N. Hampshire, he/him. Octopus elec & gas / Voda BB / Virgin mobi. Ripple Kirk Hill member.
    2.72kWp PV facing SSW installed Jan 2012. 11 x 247w panels, 2.5kw inverter. 26MWh generated, long-term average 2.6 Os.
    Ofgem caps explained - October 2021 and April 2022
  • QrizBQrizB Forumite
    6.6K Posts
    1,000 Posts First Anniversary Photogenic Name Dropper
    ✭✭✭✭
    ... and of course, as soon as I post I find the article.

    https://www.carbonbrief.org/analysis-cutting-the-green-crap-has-added-2-5bn-to-uk-energy-bills (other sources exist including the Independent and New Statesman but they seem to be sourcing their info from Carbon Brief).

    Energy bills in the UK are nearly £2.5bn higher than they would have been if climate policies had not been scrapped over the past decade, Carbon Brief analysis shows.

    The changes included gutting energy-efficiency subsidies, effectively banning onshore wind in England and scrapping the zero-carbon homes standard. They were introduced after a November 2013 Sun frontpage reported that then-prime minister David Cameron’s answer to rising energy bills was to “get rid of the green crap”, meaning to cut climate policies.

    Chancellor George Osborne is expected to unveil measures next month. Options include a delay rolling out the £48 “energy companies obligation” which helps the vulnerable meet insulation costs, or taking the axe to £50 carbon taxes and wind farm levies.

    But Lib Dem president Tim Farron said: “The ‘green crap’, as the Tories call it, are the funds that pay for insulating the homes of elderly people and which support thousands of British manufacturing jobs.

    “This is depressingly cynical — only bothering about political spin, not in protecting our children’s future.”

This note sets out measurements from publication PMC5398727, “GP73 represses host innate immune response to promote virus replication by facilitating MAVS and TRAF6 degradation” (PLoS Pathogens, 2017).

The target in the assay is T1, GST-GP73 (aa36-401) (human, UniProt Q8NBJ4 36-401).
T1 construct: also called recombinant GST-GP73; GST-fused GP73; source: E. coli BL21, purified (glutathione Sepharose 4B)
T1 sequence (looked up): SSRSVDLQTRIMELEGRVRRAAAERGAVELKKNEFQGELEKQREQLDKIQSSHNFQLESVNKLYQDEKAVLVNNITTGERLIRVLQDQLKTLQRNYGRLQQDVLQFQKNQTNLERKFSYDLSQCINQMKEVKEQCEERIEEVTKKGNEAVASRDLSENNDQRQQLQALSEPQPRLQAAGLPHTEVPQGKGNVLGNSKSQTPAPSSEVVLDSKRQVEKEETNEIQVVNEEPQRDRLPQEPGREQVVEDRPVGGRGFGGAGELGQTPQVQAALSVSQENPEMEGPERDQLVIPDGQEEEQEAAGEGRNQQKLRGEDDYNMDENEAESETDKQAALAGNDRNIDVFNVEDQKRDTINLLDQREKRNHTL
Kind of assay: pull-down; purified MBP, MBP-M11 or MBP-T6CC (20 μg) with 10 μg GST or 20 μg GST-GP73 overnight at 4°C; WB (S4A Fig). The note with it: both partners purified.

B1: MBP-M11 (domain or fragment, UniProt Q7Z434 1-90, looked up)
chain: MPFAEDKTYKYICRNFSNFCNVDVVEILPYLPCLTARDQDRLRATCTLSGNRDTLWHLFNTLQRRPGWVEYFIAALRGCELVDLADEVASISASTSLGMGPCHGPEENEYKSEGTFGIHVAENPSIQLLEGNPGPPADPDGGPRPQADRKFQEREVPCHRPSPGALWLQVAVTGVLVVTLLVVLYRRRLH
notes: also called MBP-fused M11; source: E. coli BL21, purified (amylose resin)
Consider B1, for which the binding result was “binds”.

The PM’s new stance will further dismay Tory modernisers, who fear the party is shifting too far to the Right in the run-up to the next Election



    N. Hampshire, he/him. Octopus elec & gas / Voda BB / Virgin mobi. Ripple Kirk Hill member.
    2.72kWp PV facing SSW installed Jan 2012. 11 x 247w panels, 2.5kw inverter. 26MWh generated, long-term average 2.6 Os.
    Ofgem caps explained - October 2021 and April 2022
  • edited 21 January at 12:00PM
    Martyn1981Martyn1981 Forumite
    13K Posts
    Part of the Furniture 10,000 Posts Name Dropper Photogenic
    ✭✭✭✭✭
    edited 21 January at 12:00PM
    I'm still bitter about the 2015 RE bloodbath when the Tories won a majority and went to town. Cutting building standard targets, slashing FiT's, removing onshore wind and PV from the CfD's, changing planning rules to make wind harder to roll out, and fracking easier. What a mist6ake. At least they kept supporting offshore wind (run by very large companies!) and also confirmed the HPC contract when it was clearly too high (not so obvious in 2012 when first set).

    I wonder where wholesale leccy prices will go? We've had a massive gas price spike before, but coal and gas tended to fluctuate and demand simply shifted in response. When the NAO massively reduced future price predictions in 2016, (cutting prices across their 2015-2035 estimates by approx £25/MWh v's their 2012 estimate) they put this down to falling RE costs and lower than expected increases in demand for FF gas. If that still holds true (outside of short term spikes and political goings on in Russia / Ukraine) then will prices drop back down in line with NAO predictions?